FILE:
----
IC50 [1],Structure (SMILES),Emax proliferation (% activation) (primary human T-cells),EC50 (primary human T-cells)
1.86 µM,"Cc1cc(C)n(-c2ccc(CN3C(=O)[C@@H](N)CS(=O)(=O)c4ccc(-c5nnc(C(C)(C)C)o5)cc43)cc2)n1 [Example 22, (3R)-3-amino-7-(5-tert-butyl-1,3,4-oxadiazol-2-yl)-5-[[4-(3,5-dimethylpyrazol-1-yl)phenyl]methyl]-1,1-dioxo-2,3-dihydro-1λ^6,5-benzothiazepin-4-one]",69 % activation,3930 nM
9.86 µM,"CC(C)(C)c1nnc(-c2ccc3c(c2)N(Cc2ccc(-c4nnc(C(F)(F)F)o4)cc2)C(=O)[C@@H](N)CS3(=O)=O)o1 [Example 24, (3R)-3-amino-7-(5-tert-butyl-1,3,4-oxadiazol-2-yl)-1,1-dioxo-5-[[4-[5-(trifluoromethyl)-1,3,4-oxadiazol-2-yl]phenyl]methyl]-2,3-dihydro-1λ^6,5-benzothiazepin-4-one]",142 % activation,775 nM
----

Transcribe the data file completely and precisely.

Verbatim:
IC50 [1],Structure (SMILES),Emax proliferation (% activation) (primary human T-cells),EC50 (primary human T-cells)
1.86 µM,"Cc1cc(C)n(-c2ccc(CN3C(=O)[C@@H](N)CS(=O)(=O)c4ccc(-c5nnc(C(C)(C)C)o5)cc43)cc2)n1 [Example 22, (3R)-3-amino-7-(5-tert-butyl-1,3,4-oxadiazol-2-yl)-5-[[4-(3,5-dimethylpyrazol-1-yl)phenyl]methyl]-1,1-dioxo-2,3-dihydro-1λ^6,5-benzothiazepin-4-one]",69 % activation,3930 nM
9.86 µM,"CC(C)(C)c1nnc(-c2ccc3c(c2)N(Cc2ccc(-c4nnc(C(F)(F)F)o4)cc2)C(=O)[C@@H](N)CS3(=O)=O)o1 [Example 24, (3R)-3-amino-7-(5-tert-butyl-1,3,4-oxadiazol-2-yl)-1,1-dioxo-5-[[4-[5-(trifluoromethyl)-1,3,4-oxadiazol-2-yl]phenyl]methyl]-2,3-dihydro-1λ^6,5-benzothiazepin-4-one]",142 % activation,775 nM